3. Align Stakeholder Expectations

While defining project requirements, ensure that each stakeholder signs off on each step in the requirement formalization process. This will guarantee that everyone is on the same page, helping circumvent confusion within your team. Also, keep a single line of communication by not connecting your client directly to your team. Instead, be the person of contact between both the groups to avoid miscommunication.

4. Keep Proper Records

Record every change, even minor ones, requested by the client. Proper documentation can help you understand how the scope of the project is changing, allowing you to seek more time and money to account for it. In case the progress of the project suffers from any of these requirements, you can also use the records to help soothe a dissatisfied client.

5. Create Contingency Plans

For projects that you do not have experience with or that are fresh and have never been tried before, it is best to build some contingency into them by keeping the budget slightly higher and the deadline slightly further than what you think is necessary. Allowing some slack in your project scope will prevent creep if you experience any unforeseen circumstances.

How Can You Save Your Project?

Once you’ve been trapped in the scope creep cycle, you may think that your only option is to break your back in trying to satisfy the client. This creates a culture of acquiescence and may give rise to resentment towards the project or even towards you, within your team. The following options can help you deal with scope creep.

1. Find the Root Cause

Often, the clients themselves are confused about what exactly they need. When they ask for an addition, ask them why they think it is necessary and what user benefit it brings, or what problem it solves. Finding the root cause can help you resolve the issue in a way such that it requires no work or minimal work on your team’s part. Once you know the reason behind the client’s demand, you can look for simple solutions to it and present them with those, instead of blindly working on whatever is asked of you.

2. Create a Second Project

If the client still insists on alterations, inform them that they are in line and can be carried on in a second project after the current one is completed. This way, you are not denying their request but will still be able to bill them for all of the changes without having to rush to fit them within the time limit.

3. Zero Invoice Your Client

If you have to work on a modification without any additional costs, it is best to make your client realize that it is something you are offering to them to better your relationship. Every time a new requirement is presented, send the client an invoice with the cost of the service mentioned but zeroed out. This will create an understanding and put a monetary value on your investment in the relationship.

How Can You Deal With Clients Who Keep Changing Their Minds?

While it is always nice to have satisfied customers, you don’t have to let yourself, your profits, or your team suffer to achieve that. When clients make unreasonable demands that can lead to scope creep, use the following methods to deal with them.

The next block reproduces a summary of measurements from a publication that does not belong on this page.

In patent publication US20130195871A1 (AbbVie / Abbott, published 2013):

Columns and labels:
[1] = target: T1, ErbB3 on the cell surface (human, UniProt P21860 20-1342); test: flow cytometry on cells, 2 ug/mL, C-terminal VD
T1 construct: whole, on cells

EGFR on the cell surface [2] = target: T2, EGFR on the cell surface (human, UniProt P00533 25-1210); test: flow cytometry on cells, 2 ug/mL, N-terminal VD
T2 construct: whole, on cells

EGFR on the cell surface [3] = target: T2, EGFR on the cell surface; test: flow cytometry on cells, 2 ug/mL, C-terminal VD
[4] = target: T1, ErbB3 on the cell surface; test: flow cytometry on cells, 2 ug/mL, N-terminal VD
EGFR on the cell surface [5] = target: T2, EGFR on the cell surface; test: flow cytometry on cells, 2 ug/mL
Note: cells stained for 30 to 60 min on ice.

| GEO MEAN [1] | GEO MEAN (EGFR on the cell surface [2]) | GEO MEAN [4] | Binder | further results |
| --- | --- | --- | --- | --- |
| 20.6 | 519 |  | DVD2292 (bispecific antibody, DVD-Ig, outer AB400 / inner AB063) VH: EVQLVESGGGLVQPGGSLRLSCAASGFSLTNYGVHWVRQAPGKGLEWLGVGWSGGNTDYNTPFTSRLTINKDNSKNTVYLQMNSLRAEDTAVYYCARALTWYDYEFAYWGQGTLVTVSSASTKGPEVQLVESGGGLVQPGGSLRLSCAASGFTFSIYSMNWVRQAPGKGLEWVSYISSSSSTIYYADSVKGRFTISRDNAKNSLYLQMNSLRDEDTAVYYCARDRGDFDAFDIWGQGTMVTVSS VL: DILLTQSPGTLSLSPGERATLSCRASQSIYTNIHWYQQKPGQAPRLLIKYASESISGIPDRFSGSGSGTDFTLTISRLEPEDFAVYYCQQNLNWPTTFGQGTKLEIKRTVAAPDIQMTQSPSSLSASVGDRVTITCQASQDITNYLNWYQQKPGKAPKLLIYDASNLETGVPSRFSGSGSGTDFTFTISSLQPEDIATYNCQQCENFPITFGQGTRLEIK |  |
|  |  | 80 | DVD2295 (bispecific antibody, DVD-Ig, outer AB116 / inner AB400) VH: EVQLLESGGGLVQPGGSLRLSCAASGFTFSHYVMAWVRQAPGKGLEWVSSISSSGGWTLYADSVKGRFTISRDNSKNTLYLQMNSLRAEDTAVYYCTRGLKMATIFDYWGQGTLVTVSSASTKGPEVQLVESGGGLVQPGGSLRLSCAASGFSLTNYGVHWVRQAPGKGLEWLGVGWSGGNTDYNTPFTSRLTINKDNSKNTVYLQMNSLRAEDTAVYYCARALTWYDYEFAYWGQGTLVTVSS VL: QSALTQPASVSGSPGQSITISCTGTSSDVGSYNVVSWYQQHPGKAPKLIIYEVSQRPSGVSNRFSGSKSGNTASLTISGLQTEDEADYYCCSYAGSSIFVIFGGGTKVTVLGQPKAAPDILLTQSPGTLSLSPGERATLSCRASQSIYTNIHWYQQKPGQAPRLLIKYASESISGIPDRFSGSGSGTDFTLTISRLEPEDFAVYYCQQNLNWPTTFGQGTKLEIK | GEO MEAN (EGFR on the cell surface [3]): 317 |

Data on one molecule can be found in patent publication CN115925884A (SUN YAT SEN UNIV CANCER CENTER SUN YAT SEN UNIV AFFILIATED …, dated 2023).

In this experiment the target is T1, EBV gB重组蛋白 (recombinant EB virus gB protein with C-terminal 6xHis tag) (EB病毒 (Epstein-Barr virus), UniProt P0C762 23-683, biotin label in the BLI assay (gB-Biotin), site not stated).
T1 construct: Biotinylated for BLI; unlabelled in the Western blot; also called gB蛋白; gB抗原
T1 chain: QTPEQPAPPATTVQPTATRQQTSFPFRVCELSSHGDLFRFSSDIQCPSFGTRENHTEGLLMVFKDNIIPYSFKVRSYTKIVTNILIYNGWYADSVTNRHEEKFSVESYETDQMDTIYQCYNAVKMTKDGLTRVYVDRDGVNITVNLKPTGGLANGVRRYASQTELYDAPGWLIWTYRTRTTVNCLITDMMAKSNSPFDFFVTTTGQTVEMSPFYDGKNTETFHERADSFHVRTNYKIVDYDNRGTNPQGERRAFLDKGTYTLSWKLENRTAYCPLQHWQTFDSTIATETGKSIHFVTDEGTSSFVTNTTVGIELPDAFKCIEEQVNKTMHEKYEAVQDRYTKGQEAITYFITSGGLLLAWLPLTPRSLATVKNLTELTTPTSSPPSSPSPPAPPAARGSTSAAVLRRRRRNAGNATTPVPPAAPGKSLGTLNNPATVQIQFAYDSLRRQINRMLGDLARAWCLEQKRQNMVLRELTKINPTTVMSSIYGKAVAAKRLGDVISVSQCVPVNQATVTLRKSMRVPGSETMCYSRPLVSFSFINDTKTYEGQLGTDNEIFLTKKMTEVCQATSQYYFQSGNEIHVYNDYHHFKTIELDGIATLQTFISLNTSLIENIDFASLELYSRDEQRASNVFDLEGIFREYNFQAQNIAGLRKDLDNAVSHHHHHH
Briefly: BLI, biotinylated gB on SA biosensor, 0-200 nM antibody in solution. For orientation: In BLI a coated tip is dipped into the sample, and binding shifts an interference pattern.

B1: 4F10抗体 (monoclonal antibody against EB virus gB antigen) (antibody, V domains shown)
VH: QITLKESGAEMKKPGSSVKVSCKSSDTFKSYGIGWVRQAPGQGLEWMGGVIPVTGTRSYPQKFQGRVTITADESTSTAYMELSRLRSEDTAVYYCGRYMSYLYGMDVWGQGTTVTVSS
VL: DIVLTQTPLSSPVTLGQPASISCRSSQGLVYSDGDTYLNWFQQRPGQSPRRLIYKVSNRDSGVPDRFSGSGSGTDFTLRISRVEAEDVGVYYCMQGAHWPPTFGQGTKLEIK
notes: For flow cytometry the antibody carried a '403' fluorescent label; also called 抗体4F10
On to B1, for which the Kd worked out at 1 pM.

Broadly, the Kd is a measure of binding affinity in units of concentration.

1. Invest in a Requirements Management Software

A formalized framework of change control is imperative for preventing scope creep from occurring by acting as the first line of defense against unauthorized and uncontrolled changes, “- according to a study conducted by the Umeå School of Business, Economics and Statistics. Requirement extraction and management are crucial elements that result in scope creep if mismanaged, and regulating and formalizing them can significantly improve your change control process.

requirements management tool like Xebrio which enables requirement versioning essentially allows teams to document the changes in the evolution of a requirement, making it harder to squeeze in changes last minute. You can create a documented, transparent, and trackable channel between you and your client, allowing you both to analyze and sign off on each requirement and milestone, eliminating miscommunication. In Xebrio, work on a particular requirement does not start until the relevant stakeholders and project team members have approved it. And when a requirement is approved, it can be tracked throughout the lifecycle of the project.

2. Have Unambiguous Service-Level Agreements (SLAs)

Simple and straightforward SLAs that clearly define the terms that both you and your client agree on is a necessity if you want to avoid exploitable loopholes and probable messy disputes. SLAs can help you manage customer expectations and can work as a performance metric at the end of the project.

3. Understand the Client’s Intention

While it is easy to make the client the bad guy, you have to understand that a lot of the times, these changes are not imposed so the client can get something out of you, but because they themselves do not know what they require from the product until they see it working. Changes can crop up when the client intends to get the best product efficiently. Try and guide your client on how changes can be made that can add the same value to the product the client requires without hampering it’s growth or adding to its cost.

You Don’t Have to be a Scope Creeper!

Playing a scope cop isn’t easy, especially when you have to choose between profits and satisfied customers. A distinct understanding with the client before you start working on the project can help you avoid most of it. But, it is also imperative to be aware of any additions in the work when the project starts, so you can quickly identify requirements that are out of the scope of the project and find ways to manage them without affecting its development.

You don’t have to be the sole bearer of the responsibility to curb and manage scope creep. Using a requirements management tool and maintaining transparency within the team can both act as ideal measures for the members to scrutinize and discuss all project information. This involvement of all the stakeholders from your end can help either remove the risks, or, at the very least, mitigate them.